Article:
Above: The 2011 ASGA audience hoists a toast — with cans of sugar-sweetened “Pepsi Throwback” — to Kelly Clay (front, center) and Admiral Beverage, the Worland, Wyo.-based company that has championed the use of sugar in its products. Shown with Clay are his good friend John Snyder (left), president of the Washakie Beet Growers Cooperative, and Russ Mauch, ASGA president. - Photo: ASGA
Though abnormally cold temperatures in southern Arizona preceded the 2011 annual meeting of the American Sugarbeet Growers Association, both the thermometer and the ambiance indoors were considerably warmer by the time the event got underway on February 6. Approximately 340 growers, spouses and affiliated industry gathered in Tucson for this year’s meeting, with representatives from all U.S. (and Canadian) beet growing regions.
Pictured on these pages are several of the speakers who addressed the 2011 meeting audience. Also speaking via prerecorded messages were Rep. Frank Lucas (R-OK), the new chair of the House Agriculture Committee; Rep. Collin Peterson (D-MN), former House Ag chair and current ranking member; and Sen. Debbie Stabenow (D-MI), the new chair of the Senate Agriculture Committee.
Left: ASGA President Russ Mauch (left) is pictured with Kelly Clay of Worland, Wyo., who received a special “Friend of the Sugarbeet Industry” award from ASGA during this year’s annual meeting. Clay is president/CEO of Admiral Beverage, which bottles and distributes a broad portfolio of soft drinks and other beverages across several western states.
Admiral Beverage is the fifth largest bottler of Pepsi in North America. Having grown up in Worland and being very familiar with the beet sugar industry, Clay professed to being chagrined at not being able to use sugar in products bottled by his company after the soft drink industry’s transition to high fructose corn syrup in the 1980s. A few years ago, however, PepsiCo decided to come out with an LTO (limited time offering) of a sugar-sweetened product, “Pepsi Throwback.” Clay said his company lobbied to keep sugar in this product long term because it is “critically important in our marketplace.” They were one of just two bottlers allowed by PepsiCo to do so, and sales spiraled upward, as have those of “Mountain Dew Throwback” and additional sugar-containing products.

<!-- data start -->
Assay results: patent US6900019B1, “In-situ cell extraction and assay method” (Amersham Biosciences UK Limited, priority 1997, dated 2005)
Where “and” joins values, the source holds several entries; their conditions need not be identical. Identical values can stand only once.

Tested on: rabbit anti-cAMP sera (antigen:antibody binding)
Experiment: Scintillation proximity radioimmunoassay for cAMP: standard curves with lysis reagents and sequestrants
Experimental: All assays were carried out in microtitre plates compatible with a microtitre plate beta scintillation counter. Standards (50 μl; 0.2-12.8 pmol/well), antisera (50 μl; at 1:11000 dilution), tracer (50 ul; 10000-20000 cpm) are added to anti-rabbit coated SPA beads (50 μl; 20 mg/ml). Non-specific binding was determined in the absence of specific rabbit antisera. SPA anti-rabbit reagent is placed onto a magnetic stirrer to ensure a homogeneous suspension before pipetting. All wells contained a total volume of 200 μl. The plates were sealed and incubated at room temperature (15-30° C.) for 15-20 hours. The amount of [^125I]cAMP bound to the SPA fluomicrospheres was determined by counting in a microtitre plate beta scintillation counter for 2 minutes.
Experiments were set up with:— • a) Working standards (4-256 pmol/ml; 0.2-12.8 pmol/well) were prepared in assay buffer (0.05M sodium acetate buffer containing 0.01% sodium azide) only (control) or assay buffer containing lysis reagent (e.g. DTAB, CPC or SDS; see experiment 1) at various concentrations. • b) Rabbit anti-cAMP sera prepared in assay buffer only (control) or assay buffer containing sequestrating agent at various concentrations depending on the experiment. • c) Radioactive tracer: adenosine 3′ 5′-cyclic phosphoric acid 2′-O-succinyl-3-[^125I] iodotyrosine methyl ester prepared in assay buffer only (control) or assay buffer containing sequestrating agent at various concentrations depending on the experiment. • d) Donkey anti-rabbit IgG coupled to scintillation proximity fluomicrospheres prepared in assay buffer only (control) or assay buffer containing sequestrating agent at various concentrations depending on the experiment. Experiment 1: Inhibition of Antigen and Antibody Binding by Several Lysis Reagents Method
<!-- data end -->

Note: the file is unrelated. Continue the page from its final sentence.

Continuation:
Clay expects Pepsi Throwback and other sugar-sweetened products to become permanent lines — which is good news for his company and for the beet sugar industry. “We’re really proud to be in the industry we’re in,” he told ASGA members. “And we’re really, really proud to use your product — sugar.”
Left: Dan Colacicco, director of the Dairy and Sweetener Analysis Group at USDA’s Farm Service Agency, provided the ASGA audience with a review of the U.S. sugar program and how it has been operating since passage of the 2008 farm bill. Colacicco’s group is responsible for administering the domestic portion of the program.
Colacicco noted that the domestic sugar market today is not where Congress or USDA expected it would go when developing the 2008 farm bill. “Our 2009 budget projection, done in late 2007, forecast significant and persistent sugar surpluses and federal expense due to the sugar program,” he said. With the full implementation of NAFTA as of January 2008, “we expected the lower-priced sweetener, HFCS, to flow into Mexico, and the higher-priced sweetener, sugar, to flow north, creating a U.S. surplus.”
Since then, of course, the market outlook has tightened significantly, to where “we forecast no sugar surpluses and no federal expense for the sugar program,” Colacicco observed. “The issue we now face is adequacy of supply.”
Right: Randy Green, president of the Sweetener Users Association, brought a different perspective to the discussion of the U.S. sugar program. SUA members — companies producing everything from bakery/cereal products and confectioneries to ice cream and beverages — account for 57% of U.S. sugar deliveries.
While affirming that there are important areas where users and producers of sugar work together (e.g., GMO beets), disagreement between the two segments can be strong when it comes to the need for and nature of U.S. sugar policy. SUA members want “adequate supplies at reasonable prices,” Green stated, adding that “we haven’t had that in recent years.”
The SUA leader said his group has been harmed by the basic structure of U.S. sugar policy, by changes made in the development of the 2008 farm bill, and by the program’s administration at USDA. “Your customers certainly think there’s a cost to sugar policy,” he stated, citing a perceived need for “serious fundamental reform.”
Left: ASGA’s leadership team for 2011 includes, left to right: Luther Markwart,
executive vice president; Kelly Erickson (Hallock, Minn.), vice president; Russ Mauch (Barney, N.D.), president; and Don Steinbeisser, Jr. (Sidney, Mont.), treasurer.
Right: Mary Coffey Alonzo is director of the USDA Risk Management Agency’s Actuarial and Product Design Division. She overviewed RMA’s extensive internal product development process, and also outlined the various challenges involved in developing revenue coverage for sugarbeets, from RMA’s perspective.
Left: Larry Combest, a former House Ag Committee chairman who now works on behalf of the American Sugar Alliance, reviewed the 2008 farm bill record and looked toward 2012. “I will put the farm program record up against any other government spending,” he stated. “Stay involved, stay united, keep marching forward,” he advised ASGA members.
Editor & General Manager of The Sugarbeet Grower